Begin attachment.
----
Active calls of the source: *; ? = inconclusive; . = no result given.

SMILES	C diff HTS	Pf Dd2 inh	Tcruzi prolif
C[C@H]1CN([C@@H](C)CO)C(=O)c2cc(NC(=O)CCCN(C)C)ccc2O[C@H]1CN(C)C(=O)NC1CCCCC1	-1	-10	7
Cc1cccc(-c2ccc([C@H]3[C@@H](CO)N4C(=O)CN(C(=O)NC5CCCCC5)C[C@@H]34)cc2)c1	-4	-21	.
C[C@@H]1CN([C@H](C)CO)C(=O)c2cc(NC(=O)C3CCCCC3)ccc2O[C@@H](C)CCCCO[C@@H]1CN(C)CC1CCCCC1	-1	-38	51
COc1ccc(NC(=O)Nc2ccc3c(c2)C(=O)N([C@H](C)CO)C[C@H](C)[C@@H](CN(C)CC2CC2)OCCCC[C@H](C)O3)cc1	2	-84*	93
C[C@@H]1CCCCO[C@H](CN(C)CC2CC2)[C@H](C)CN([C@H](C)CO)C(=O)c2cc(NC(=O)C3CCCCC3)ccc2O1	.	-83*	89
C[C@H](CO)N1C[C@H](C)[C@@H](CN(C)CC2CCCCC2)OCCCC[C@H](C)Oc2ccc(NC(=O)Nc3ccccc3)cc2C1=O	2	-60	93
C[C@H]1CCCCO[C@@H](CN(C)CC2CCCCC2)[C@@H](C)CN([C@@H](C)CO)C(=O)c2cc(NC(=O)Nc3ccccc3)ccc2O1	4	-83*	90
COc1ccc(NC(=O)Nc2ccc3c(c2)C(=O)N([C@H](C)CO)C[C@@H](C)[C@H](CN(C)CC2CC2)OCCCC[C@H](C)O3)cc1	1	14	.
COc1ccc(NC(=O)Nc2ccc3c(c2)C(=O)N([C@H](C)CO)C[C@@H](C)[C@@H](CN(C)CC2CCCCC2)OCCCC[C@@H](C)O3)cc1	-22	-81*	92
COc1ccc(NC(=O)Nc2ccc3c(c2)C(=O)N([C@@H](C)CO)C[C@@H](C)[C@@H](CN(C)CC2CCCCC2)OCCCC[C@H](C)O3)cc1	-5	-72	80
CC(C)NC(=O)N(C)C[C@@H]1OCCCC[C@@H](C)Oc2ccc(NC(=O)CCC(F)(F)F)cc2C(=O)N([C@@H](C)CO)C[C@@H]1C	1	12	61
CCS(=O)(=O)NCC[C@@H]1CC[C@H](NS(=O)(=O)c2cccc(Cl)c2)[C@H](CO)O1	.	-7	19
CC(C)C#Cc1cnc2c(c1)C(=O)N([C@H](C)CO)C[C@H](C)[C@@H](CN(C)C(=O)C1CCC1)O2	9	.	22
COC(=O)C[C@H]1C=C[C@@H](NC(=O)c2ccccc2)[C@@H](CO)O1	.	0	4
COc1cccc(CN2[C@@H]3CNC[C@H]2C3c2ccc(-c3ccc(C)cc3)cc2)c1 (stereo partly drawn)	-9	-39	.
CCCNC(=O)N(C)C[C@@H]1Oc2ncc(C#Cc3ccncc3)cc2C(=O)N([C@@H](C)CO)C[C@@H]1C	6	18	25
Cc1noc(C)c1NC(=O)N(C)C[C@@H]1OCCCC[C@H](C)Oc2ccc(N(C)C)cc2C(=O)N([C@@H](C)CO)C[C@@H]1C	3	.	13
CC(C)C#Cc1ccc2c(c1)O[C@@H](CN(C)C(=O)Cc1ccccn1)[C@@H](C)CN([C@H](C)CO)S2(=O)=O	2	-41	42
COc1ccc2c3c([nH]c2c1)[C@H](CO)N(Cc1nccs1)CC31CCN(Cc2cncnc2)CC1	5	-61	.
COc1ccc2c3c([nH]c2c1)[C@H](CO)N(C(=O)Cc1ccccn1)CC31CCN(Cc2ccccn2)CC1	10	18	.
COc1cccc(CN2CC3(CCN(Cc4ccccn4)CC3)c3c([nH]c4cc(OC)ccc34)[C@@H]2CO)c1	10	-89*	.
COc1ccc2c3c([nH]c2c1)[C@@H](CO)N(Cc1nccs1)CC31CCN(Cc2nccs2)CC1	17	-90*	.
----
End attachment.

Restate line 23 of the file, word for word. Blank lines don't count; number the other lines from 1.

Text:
COc1cccc(CN2CC3(CCN(Cc4ccccn4)CC3)c3c([nH]c4cc(OC)ccc34)[C@@H]2CO)c1	10	-89*	.